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The media has such an influence in our lives that it affects our beliefs, tastes, and generally, the way we deal with certain situations. It acts as a guideline to society, dictating our behavior, and occasionally, even feelings. Death, and our understanding of it, certainly doesn’t escape the influence of the media. Because the media portrays death as a moment of great sadness and sorrow, there’s always a great deal of respect for the dead, and sympathy for the mourners, displayed in the news. Unless the person is Osama Bin Laden, then it is strictly unacceptable for people to cheer or be happy because somebody has died – regardless of how that person lived his or her life. For instance, before his death, the well-renown and beloved Penn State football coach, Joe Paterno had fallen out of grace. After having been the head coach for a very long time, Joe Paterno was fired after allegations that he had failed to report cases of sexual abuses on minors, perpetrated by his assistant coach Jerry Sandusky. Despite the gravity of the allegations, and the disgust that a lot of people felt that such atrocity was allowed to continue over a long period of time, Joe Paterno, after his death, was given sort of a pass in the media, as many did not want to disrespect his memory. So the media teaches to be respectful of the dead, regardless of who that person was. It also teaches us to honor the memory of the dead. And there could not be a greater example of that than the commemoration of the victim of 9/11, twelve years after the terrorist attack that took the lives of thousands of Americans.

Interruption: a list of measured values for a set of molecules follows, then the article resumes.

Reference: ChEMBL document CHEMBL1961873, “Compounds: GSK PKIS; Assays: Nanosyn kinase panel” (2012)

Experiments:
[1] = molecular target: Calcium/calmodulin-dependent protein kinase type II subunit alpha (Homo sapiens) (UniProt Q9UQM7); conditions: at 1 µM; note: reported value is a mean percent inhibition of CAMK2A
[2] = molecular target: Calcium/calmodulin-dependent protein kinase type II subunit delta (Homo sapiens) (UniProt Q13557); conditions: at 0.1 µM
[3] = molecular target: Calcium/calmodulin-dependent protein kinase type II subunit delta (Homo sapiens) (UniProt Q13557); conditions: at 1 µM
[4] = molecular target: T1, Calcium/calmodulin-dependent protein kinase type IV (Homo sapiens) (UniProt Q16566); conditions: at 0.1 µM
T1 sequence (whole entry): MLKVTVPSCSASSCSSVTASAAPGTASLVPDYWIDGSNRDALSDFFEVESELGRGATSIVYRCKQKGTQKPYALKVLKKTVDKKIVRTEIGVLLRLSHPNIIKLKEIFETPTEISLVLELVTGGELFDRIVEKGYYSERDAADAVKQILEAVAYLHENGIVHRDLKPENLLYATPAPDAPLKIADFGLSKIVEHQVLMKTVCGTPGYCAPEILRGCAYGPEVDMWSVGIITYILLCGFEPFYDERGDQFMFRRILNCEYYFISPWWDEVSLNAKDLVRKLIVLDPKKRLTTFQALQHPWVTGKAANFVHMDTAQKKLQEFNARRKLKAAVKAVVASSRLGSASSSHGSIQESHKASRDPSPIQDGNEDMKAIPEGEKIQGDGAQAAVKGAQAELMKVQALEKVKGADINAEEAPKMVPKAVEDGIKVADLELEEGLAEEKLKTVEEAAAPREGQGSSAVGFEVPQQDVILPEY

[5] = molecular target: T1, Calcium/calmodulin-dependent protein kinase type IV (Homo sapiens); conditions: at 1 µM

When it comes to movies, however, the portrayal of death is slightly different; it carries a little bit more religious connotation. The media usually does not mention the idea of afterlife. While it certainly promotes the remembrance of people’s life, it rarely does however, make reference to heaven, or the idea that one’s spirit still lives on. In movies though, this idea is very prevalent. Words such as “lost one”, “departed”, “left”, “gone”, and “passed away”, are often used to describe those who have died. Those words portray the idea that the person simply went to another place, a better place, as people like to think. Case in point, in “Harry Potter”, Harry often finds himself in situation where his deceased parents help him, which conveys the idea that death isn’t absolute; that somehow, the dead are looking over us (from above). Additionally, the dead are often portrayed as sources of strength and inspiration for the living. In “A walk to remember”, London is able to accomplish his goals in honor of his deceased young wife, Jamie.

Ultimately, whether the different portrayals of death in the media are helpful, misleading, or unclear, depends on one’s own beliefs. To some people, it might be very helpful to think that their loved ones aren’t totally gone; that they’re looking over them. To others, this idea might seem misleading because their beliefs don’t allow them to think that their loved ones looking over them from above. It is important to note that the portrayal of death by the media is really general. The general assumption in the media is that everyone deals with death almost the same way. It’s a time of sadness, grievance, and remembrance. The use of language certainly supports the idea that America is a “death denying culture”. Often times during interviews, people are granted a moment when it’s getting hard for them to talk about a beloved person who have passed away, and it is very common for people to observe a minute of silence in the memory of the dead.